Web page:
May 9, 2005

Perhaps this helps explain the decline in crime:

The Newhouse news service's fine race-and-immigration reporter Jonathan Tilove writes in "Where Have All the Black Men Gone?":

But the most salient statistic about East Orange [NJ] is the number of black men who are not there. Under the age of 18, there are more black boys than girls. Among the adult population, however, there are 37 percent more women than men.

Where are these missing men? Most are dead. Many others are locked up. Some are in the military.

In case you are wondering, East Orange is only 14 miles from Manhattan, so it has enjoyed, de facto, the supposed crime-fighting powers of legalized abortion for 35 years now, ever since the state of New York legalized abortion in 1970, three years before Roe v. Wade.

Yet, East Orange was one of those pioneering places where the crack wars and the teen murder surge began in the later 1980s rather than the early 1990s. Although Steven D. Levitt's hypothesized "pre-natal culling" failed so signally to cut crime in East Orange, the intensive "post-natal culling" of the most dangerous young men in East Orange began a few years earlier there than in most parts of America.

Richard Price's 1992 novel "Clockers" about Jersey City crack dealers (and Spike Lee's film version) show how much good legalizing abortion early did to fight crime.

Worse yet, the gender imbalance in East Orange is not some grotesque anomaly. It's a vivid snapshot of a very troubling reality in black America.

There are nearly two million more black adult women than men in America, stark testimony to how often black men die before their time. With nearly another million black men in prison or the military, the real imbalance is even greater -- a gap of 2.8 million, according to U.S. Census data for 2002. On average, then, there are 26 percent more black women than black men; among whites, women outnumber men by just 8 percent.

Perhaps no single statistic so precisely measures the fateful, often fatal, price of being a black man in America, or so powerfully conveys how beset black communities are by the violence and disease that leaves them bereft of brothers, fathers, husbands and sons, and leaves whole communities reeling. ...

In the March/April issue of Health Affairs, Dr. David Satcher, surgeon general under former President Bill Clinton and now the interim president of the Morehouse School of Medicine in Atlanta, exposes the core of the problem: Between 1960 and 2000, the disparity between mortality rates for black and white women narrowed while the disparity between the rates for black and white men grew wider.

Exponentially higher homicide and AIDS rates play their part, especially among younger black men. Even more deadly through middle age and beyond are higher rates of cardiovascular disease and cancer.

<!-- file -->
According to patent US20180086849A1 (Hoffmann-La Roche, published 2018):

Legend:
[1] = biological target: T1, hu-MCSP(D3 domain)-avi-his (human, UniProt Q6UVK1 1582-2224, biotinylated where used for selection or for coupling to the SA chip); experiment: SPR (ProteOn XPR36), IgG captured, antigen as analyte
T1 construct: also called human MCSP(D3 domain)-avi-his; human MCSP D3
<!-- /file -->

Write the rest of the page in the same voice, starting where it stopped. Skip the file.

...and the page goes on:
The imbalance between the numbers of black men and women does not exist everywhere. There is no gap to speak of in places with relatively small black populations like Minneapolis, Minn.; Portland, Ore.; San Francisco and San Diego. And Seattle actually has more black men than women.

But it is the rule in communities with large concentrated black populations. There are, for instance, more than 30 percent more black women than men in Baltimore, New Orleans, Chicago and Cleveland, and in smaller cities like Harrisburg, Pa. There are 36 percent more black women than men in New York City, and 37 percent more in Saginaw, Mich., and Philadelphia. In Newark, the figure is 26 percent.

In East Orange, there were more black males under 18 than females in 2000. And yet, there were 29 percent more black women than men in their 20s.,,

According to The Sentencing Project in Washington, on any given day in America, one in eight black males ages 25 to 29 is incarcerated, and nearly a third of all black men in their 20s are behind bars, on probation or on parole. [More]

If you are wondering why crime fell so sharply in New York City (the subject of a debate between Levitt and Malcolm Gladwell), I'd focus on that statistic that there are now 36 percent more black women than black men in NYC.

It's absurd for Levitt to focus on prenatal culling as a crime-reducer when the post-natal culling of black males in places like East Orange became so ferocious during the late 1980s. If there are 29 percent fewer black men in their 20s than black women in East Orange today, and a few percent of the black women are in jail or dead due to their being involved in criminal activities, then roughly 25 percent of the black male population gets culled by age 25, and those 25 percent tend to be the most violent members of that cohort. If the most dangerous 25% of a cohort disappears, that's going to have a much bigger impact than randomly aborting some of the cohort, prenatally.

However, not all the decline in crime came just from culling criminals. The 14-17 year old murder rate for black male youths born in the early 1980s was only one third as high as for black male youths born in the late 1970s. (Abortion can't explain that because the non-white abortion rate peaked in 1977.) I like to think that a lot of little brothers learned lessons from the abattoir years of 1990-1994.

[All my blog entries on the abortion-crime controversy are here. My original American Conservative article on the subject is here.]

My published articles are archived at -- Steve Sailer

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